7 Unique Ways to Experience Some Of Your Favorite National Parks

January 16, 2023

There’s nothing wrong with seeing a national park from the road. In fact, some of the best views are found at scenic pullouts. For example, in Glacier National Park there’s a pullout along Going-to-the-Sun Road that boasts breathtaking views of Jackson Glacier. Still, because most national parks are massive – even the smallest national park, Hot Springs National Park, is 5,500 acres – there’s lots of ground that can’t be covered by car. Fortunately, the National Park Service is pretty open-minded when it comes to ways, besides hiking, that park visitors can experience their protected lands. From snorkeling to dogsledding (obviously not in the same place) here are seven unique ways to experience some of your favorite national parks. 

Looking for a Unique National Park Experience? Try These National Park Adventures!

1. Go for a Snowcoach Ride in Yellowstone National Park

While summer is by far the most popular time of the year to visit Yellowstone National Park, winter is also worth experiencing (it’s the best time of year to see wolves.) Because most of the park’s roads are closed, you’ll have to go by snowmobile or snowcoach. While there’s no formal definition for a snowcoach – each one is custom made and different – snowcoaches are essentially passenger vehicles on huge low pressure tires or tracks that allow them to cruise over snow that normal cars would sink in. According to the NPS, snowcoach season usually runs from early November through mid-March. Most snowcoach tour operators are based in West Yellowstone. 

2. Sandboard in Great Sand Dunes National Park

You don’t have to be a bonafide adrenaline junkie to appreciate the thrill of sandboarding down some of the country’s largest sand dunes in Colorado’s Great Sand Dunes National Park. You just have to have some semblance of balance. And if you don’t want to go down on two feet, you can always opt for the comfort of a sandsled featuring a padded seat and handles. While you can’t rent gear within the park, nearby outfitters like Kristi Mountain Sports rent and sell boards and sleds. Because the sand can get up to 150 degrees Fahrenheit, the NPS recommends always getting an early start. 

3. Take a Seaplane Ride in Isle Royale National Park

Although it’s part of Michigan, Lake Superior’s Isle Royale National Park is technically closer to Canada. While you can definitely arrive by boat, book a seat on a seaplane for the best views of the park’s 450+ islands. Thanks to the plane’s massive floats (and the pilot’s landing skills) you’ll touch down directly on the water. Isle Royale Seaplanes’ 2023 schedule includes daily flights operating from May 21 through September 16.

Landscape view of the outside of Fort Jefferson in Dry Tortugas National Park (Florida).

4. Snorkel in Dry Tortugas National Park

You can also visit Dry Tortugas National Park via seaplane, but unlike Isle Royale National Park, this tropical destination lends itself to some pretty spectacular snorkeling. More than 99% of the park’s surface area is open water, and beneath the surface, you’ll find the third largest reef system in the world. Local dive shops offer day tours, equipment rentals included, to popular diving sites including shipwrecks. You can also pack your own gear and snorkel from the mainland around the Moat Wall at Fort Jefferson. 

A dogsled ready for a ride in the snowy Alaskan landscape.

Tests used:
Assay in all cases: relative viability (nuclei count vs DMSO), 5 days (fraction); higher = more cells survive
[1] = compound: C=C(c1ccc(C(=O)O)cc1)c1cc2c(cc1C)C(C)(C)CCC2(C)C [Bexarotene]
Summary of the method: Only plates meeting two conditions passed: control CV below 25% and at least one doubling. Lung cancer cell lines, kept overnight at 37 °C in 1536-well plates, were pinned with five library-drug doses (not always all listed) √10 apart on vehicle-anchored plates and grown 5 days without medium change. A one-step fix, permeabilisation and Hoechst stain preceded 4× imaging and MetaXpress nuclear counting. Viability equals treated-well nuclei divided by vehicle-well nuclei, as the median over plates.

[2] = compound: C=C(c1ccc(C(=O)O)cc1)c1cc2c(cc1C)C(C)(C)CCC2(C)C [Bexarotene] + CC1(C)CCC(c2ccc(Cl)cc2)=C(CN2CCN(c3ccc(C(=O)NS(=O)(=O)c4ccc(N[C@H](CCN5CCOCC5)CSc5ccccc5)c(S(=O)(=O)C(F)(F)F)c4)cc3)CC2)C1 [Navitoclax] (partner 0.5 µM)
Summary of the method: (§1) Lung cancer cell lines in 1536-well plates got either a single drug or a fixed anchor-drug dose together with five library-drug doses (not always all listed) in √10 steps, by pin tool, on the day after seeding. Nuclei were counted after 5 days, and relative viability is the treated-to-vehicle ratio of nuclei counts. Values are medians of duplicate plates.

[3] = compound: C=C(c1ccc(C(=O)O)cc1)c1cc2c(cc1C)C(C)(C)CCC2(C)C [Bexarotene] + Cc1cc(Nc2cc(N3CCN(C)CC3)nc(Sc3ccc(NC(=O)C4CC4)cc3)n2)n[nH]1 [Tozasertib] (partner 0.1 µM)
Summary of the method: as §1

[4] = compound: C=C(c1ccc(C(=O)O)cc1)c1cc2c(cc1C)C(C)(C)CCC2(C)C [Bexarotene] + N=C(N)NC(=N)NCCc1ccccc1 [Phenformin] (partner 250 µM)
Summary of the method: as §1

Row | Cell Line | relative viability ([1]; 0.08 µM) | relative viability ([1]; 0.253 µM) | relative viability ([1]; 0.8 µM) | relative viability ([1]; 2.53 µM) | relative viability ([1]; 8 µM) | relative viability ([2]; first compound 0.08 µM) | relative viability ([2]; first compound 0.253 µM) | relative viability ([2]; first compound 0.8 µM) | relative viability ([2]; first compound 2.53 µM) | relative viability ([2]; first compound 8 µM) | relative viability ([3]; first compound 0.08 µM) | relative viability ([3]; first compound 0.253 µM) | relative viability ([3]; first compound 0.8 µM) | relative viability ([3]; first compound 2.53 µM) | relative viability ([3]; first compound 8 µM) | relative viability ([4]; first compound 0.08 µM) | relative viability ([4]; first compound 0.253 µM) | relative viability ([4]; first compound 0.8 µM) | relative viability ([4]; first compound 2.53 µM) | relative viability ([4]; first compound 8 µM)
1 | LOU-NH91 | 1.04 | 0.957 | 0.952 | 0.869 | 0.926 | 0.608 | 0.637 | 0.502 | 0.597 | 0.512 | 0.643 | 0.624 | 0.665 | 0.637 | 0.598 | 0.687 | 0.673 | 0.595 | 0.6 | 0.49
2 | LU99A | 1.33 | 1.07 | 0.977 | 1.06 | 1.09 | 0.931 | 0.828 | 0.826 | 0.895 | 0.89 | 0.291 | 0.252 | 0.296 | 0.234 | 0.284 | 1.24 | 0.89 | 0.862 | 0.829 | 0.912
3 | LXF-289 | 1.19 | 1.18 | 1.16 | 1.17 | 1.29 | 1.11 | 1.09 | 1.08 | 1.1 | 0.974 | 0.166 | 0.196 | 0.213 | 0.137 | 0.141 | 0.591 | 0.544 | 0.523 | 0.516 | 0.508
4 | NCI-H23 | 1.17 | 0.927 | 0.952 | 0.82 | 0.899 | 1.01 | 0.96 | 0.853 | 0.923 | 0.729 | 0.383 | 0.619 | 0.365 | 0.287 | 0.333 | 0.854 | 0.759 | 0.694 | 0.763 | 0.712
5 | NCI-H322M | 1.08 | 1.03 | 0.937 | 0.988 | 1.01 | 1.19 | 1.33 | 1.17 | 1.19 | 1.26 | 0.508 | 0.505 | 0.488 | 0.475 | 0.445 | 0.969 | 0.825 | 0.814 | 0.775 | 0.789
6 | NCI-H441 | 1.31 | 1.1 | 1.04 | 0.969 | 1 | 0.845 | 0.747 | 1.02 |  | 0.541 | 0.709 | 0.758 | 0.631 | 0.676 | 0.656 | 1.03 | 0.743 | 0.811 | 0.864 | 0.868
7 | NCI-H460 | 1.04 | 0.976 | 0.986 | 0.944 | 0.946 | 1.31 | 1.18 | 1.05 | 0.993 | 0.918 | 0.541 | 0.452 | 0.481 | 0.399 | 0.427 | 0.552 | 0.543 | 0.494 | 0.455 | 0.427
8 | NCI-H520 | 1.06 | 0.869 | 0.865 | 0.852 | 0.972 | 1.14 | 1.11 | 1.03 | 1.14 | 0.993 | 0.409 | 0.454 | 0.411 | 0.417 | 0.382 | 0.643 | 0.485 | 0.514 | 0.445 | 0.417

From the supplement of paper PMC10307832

5. Dogsled in Denali National Park & Preserve

Most people travel to Denali National Park & Preserve to see North America’s tallest mountain, Denali. But while you’re already up in Alaska, why not have a go at The Last Frontier’s official state sport? Several outfitters near the park offer mushing tours, and the National Park Service even has its own kennel where visitors can meet the dogs and watch rangers give mushing demonstrations. If you plan on visiting in the summer, or if there’s not enough snow on the ground, don’t worry. These uber athletic canines pull sleds on all-terrain tires, too. 

The Grand Canyon Railway is a heritage railroad which carries passengers between Williams, Arizona and the South Rim of Grand Canyon National Park.

6. Ride a Train in Grand Canyon National Park

While rafting the Colorado River is a great way to see Grand Canyon National Park, hopping aboard the historic Grand Canyon Railway is far more accessible and doesn’t require a permit. The three-hour scenic ride starts in the town of Williams and ends in the Historic Village at the South Rim. Between the vintage rail cars (that date back to the early 20th century) and the Old Western characters in costume, you’ll feel like you’re in a time machine. Pro tip: for the best views, book seats in the observation dome

Rio Grande river flows through Santa Elena Canyon in Big Bend National Park

7. Float in Big Bend National Park

Most people view Big Bend National Park from scenic pullouts, but to really get up close and personal with the canyon walls, you’ll need to be on the Rio Grande that carved them. Kayaking here offers a unique vantage point of one of the country’s most romanticized rivers. In fact, the Rio Grande, which borders Mexico, was one of the country’s first designated wild and scenic rivers. Backcountry permits are required, but if you go with an outfitter, they’ll take care of that. According to the NPS, September through January is the best time to float.

KOA Author Katie JacksonKatie Jackson is a writer and media specialist based in Montana’s Big Sky Country. Living and working everywhere from New York to Nicaragua, Katie is no stranger to adventure. When she’s not traveling the world (or writing about it!) she’s busy chasing after a Leonberger named Zeus. Follow Katie’s travels on Instagram @katietalkstravel.

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